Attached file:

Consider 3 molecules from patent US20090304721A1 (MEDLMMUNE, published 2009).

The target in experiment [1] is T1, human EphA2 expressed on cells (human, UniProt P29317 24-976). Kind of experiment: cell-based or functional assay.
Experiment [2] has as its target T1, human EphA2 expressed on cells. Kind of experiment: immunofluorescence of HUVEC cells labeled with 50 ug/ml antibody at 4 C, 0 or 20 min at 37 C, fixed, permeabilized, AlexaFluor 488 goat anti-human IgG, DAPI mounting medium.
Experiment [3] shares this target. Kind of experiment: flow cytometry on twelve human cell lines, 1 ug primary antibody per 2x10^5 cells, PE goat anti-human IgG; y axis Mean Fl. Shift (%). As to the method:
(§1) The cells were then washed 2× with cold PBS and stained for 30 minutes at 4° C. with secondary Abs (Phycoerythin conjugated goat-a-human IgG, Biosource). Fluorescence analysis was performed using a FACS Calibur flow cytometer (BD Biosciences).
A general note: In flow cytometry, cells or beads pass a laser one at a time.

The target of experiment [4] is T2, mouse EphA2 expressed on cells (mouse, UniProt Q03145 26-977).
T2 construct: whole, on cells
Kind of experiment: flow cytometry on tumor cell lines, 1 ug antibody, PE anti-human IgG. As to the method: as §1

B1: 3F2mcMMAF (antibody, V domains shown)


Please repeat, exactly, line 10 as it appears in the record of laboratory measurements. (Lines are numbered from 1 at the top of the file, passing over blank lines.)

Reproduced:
B1: 3F2mcMMAF (antibody, V domains shown)